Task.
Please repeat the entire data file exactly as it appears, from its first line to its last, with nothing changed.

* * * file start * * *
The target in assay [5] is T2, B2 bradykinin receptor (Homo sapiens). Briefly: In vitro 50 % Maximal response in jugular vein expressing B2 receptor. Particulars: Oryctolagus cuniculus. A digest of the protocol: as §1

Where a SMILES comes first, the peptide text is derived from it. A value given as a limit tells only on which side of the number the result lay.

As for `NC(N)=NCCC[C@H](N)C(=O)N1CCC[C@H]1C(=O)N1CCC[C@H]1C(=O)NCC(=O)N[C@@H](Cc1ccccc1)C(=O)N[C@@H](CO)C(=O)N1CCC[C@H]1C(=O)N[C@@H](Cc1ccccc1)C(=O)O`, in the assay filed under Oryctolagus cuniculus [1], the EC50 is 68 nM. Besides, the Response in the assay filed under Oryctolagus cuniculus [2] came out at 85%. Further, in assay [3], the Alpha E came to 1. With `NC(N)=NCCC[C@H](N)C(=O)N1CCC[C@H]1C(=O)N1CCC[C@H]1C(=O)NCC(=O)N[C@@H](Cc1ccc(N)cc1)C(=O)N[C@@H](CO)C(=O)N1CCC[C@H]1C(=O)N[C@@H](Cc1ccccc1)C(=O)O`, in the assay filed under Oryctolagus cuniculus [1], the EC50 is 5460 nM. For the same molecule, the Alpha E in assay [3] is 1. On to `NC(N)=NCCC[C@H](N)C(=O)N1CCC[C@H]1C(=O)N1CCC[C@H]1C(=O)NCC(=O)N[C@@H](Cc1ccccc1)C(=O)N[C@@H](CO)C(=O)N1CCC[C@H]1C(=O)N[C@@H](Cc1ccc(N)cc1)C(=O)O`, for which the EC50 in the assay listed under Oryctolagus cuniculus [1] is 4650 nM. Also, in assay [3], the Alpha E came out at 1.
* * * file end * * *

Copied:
The target in assay [5] is T2, B2 bradykinin receptor (Homo sapiens). Briefly: In vitro 50 % Maximal response in jugular vein expressing B2 receptor. Particulars: Oryctolagus cuniculus. A digest of the protocol: as §1

Where a SMILES comes first, the peptide text is derived from it. A value given as a limit tells only on which side of the number the result lay.

As for `NC(N)=NCCC[C@H](N)C(=O)N1CCC[C@H]1C(=O)N1CCC[C@H]1C(=O)NCC(=O)N[C@@H](Cc1ccccc1)C(=O)N[C@@H](CO)C(=O)N1CCC[C@H]1C(=O)N[C@@H](Cc1ccccc1)C(=O)O`, in the assay filed under Oryctolagus cuniculus [1], the EC50 is 68 nM. Besides, the Response in the assay filed under Oryctolagus cuniculus [2] came out at 85%. Further, in assay [3], the Alpha E came to 1. With `NC(N)=NCCC[C@H](N)C(=O)N1CCC[C@H]1C(=O)N1CCC[C@H]1C(=O)NCC(=O)N[C@@H](Cc1ccc(N)cc1)C(=O)N[C@@H](CO)C(=O)N1CCC[C@H]1C(=O)N[C@@H](Cc1ccccc1)C(=O)O`, in the assay filed under Oryctolagus cuniculus [1], the EC50 is 5460 nM. For the same molecule, the Alpha E in assay [3] is 1. On to `NC(N)=NCCC[C@H](N)C(=O)N1CCC[C@H]1C(=O)N1CCC[C@H]1C(=O)NCC(=O)N[C@@H](Cc1ccccc1)C(=O)N[C@@H](CO)C(=O)N1CCC[C@H]1C(=O)N[C@@H](Cc1ccc(N)cc1)C(=O)O`, for which the EC50 in the assay listed under Oryctolagus cuniculus [1] is 4650 nM. Also, in assay [3], the Alpha E came out at 1.